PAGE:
Mari Evans Analysis

Other literary forms

(Poets and Poetry in America)

Mari Evans is known not just for her poetry but also for her children’s books, which include Singing Black: Alternative Nursery Rhymes for Children (1976) and Dear Corinne, Tell Somebody! Love, Annie: A Book About Secrets (1999). She has also written a number of plays, such as Eyes (pr. 1979) and River of My Song (pr. 1977), and a volume of essays, Clarity as Concept: A Poet’s Perspective (2006). She directed The Black Experience for WTTV in Indianapolis between 1968 and 1973 and edited Black Women Writers (1950-1980): A Critical Evaluation (1983).

Mari Evans Achievements

(Poets and Poetry in America)

Mari Evans received many honors and awards, including the John Hay Whitney Fellowship (1965-1966) and the Hazel Joan Bryant Award from the Midwest Afrikan American Theatre Alliance. A Woodrow Wilson Foundation grant in 1968 allowed her to pursue her teaching career. I Am a Black Woman earned the First Poetry Award from the Black Academy of Arts and Letters in 1970. She received the Indiana University Writers’ Conference Award (1970) and a National Endowment for the Arts Creative Writing Fellowship (1981-1982). In 1975, Marion College (later known as Indiana Wesleyan University) granted her an honorary degree, and in 1976, Bloomington, Indiana, named her Outstanding Woman of the Year.

Mari Evans Bibliography

(Great Authors of World Literature, Critical Edition)

Blain, Virginia, Patricia Clements, and Isobel Grundy, eds. “Mari Evans.” In The Feminist Companion to Literature in English. New Haven, Conn.: Yale University Press, 1990. Provides a general synopsis of Evans’s career.

Evans, Mari, ed. Black Women Writers, 1950-1980: A Critical Evaluation. Garden City, N.Y.: Anchor Press/Doubleday, 1983. Includes Evans’s important essay “My Father’s Passage,” in which she describes her philosophy of composition. Contains considerable additional information about Evans and two critical essays on her poetry.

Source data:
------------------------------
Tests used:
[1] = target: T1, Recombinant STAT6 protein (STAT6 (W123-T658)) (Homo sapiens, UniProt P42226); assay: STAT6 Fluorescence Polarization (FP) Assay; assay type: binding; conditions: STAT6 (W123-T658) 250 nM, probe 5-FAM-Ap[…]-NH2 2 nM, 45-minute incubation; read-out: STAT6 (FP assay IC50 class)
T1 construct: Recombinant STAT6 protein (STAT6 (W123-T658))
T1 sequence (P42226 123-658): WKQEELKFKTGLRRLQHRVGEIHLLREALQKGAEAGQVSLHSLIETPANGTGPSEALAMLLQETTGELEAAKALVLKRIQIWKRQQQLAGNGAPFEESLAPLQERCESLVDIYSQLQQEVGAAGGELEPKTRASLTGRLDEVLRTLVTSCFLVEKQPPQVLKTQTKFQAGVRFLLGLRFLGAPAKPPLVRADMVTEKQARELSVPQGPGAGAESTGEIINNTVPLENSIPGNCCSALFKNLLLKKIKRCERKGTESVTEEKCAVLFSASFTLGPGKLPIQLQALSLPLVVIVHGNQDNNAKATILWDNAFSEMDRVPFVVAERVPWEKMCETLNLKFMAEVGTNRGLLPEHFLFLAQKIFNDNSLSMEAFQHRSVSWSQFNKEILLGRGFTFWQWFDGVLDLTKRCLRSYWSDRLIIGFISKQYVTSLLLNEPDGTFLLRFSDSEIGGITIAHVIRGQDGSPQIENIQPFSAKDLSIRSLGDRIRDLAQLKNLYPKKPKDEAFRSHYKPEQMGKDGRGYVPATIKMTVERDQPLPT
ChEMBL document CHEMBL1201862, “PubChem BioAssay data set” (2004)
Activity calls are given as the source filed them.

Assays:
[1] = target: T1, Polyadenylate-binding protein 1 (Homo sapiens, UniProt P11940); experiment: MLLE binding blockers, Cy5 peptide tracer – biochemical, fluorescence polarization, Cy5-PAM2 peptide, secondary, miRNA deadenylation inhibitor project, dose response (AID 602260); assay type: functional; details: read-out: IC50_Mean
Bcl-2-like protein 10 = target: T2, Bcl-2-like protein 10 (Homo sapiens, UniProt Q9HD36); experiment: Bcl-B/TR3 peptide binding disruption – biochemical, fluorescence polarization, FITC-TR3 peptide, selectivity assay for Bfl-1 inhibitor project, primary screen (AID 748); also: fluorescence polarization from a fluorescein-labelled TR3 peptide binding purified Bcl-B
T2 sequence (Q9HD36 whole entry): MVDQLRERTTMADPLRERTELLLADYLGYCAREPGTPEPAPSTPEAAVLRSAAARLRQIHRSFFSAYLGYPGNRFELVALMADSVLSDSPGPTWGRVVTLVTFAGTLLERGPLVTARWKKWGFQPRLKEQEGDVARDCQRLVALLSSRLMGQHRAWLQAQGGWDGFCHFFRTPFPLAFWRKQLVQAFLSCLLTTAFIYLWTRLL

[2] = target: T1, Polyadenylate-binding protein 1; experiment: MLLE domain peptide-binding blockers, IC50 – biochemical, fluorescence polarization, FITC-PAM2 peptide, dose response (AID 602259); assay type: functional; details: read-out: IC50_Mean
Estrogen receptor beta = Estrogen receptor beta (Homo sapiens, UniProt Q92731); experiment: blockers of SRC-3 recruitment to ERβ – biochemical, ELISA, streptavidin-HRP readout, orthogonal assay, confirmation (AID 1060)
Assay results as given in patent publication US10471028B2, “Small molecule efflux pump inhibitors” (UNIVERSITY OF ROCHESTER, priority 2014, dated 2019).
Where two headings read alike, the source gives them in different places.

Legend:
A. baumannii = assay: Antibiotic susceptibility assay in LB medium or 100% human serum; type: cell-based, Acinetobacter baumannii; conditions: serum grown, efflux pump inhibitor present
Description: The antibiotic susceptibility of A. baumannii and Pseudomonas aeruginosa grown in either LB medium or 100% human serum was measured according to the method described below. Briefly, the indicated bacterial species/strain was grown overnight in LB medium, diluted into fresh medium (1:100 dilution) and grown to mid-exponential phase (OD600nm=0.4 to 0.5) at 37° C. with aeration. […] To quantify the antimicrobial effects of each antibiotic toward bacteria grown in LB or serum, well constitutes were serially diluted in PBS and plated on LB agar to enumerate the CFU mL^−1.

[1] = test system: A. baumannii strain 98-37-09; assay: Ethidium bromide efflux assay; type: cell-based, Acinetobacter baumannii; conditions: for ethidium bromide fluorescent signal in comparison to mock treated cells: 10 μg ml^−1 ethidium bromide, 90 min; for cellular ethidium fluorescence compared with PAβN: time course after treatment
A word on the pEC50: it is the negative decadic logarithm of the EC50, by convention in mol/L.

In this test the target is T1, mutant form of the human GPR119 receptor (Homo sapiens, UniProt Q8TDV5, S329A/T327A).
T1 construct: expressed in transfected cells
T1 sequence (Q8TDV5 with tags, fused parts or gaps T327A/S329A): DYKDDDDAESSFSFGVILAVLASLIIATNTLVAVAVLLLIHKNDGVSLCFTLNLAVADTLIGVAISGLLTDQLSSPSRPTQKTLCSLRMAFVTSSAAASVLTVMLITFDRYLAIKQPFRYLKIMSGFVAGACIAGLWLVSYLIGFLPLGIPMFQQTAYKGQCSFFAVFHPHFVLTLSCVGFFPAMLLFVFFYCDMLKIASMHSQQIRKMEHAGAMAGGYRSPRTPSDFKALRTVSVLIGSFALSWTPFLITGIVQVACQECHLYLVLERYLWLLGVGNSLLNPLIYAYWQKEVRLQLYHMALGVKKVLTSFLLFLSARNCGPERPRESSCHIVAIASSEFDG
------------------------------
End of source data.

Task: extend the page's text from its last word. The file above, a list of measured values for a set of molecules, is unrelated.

James, Charles L. “Mari Evans.” In Contemporary Poets, edited by Tracy Chevalier. 5th ed. Chicago: St. James Press, 1991. Catalogs Evans’s accomplishments, noting her sociopolitical impact and complex voice.

Jordan, Casper LeRoy, comp. “Mari Evans.” In A Bibliographical Guide to African-American Women Writers. Westport, Conn.: Greenwood Press, 1993. Offers a bibliography of primary and secondary works.

Keys, Romey T. Foreword to Nightstar, by Mari Evans. Los Angeles: Center for Afro-American Studies, University of California, 1981. A brief but incisive introduction to the second major volume of Evans’s poetry.

Melhem, D. H. Heroism in the New Black Poetry. Lexington: University Press of Kentucky, 1990. Refers to and discusses Evans’s work in the course of interviews with Sonia Sanchez, Jayne Cortez, and Gwendolyn Brooks.

Peppers, Wallace R. “Mari Evans.” In African-American Poets Since 1955, edited by Trudier Harris and Thadious M. Davis. Vol. 14 in Dictionary of Literary Biography. Detroit: Gale, 1985. Chronicles Evans’s life and work, emphasizing her scope, social influence, and technique.

Sedlack, Robert P. “Mari Evans: Consciousness and Craft.” College Language Association Journal 15 (1972). Examines poetic techniques used in Evans’s award-winning collection I Am a Black Woman.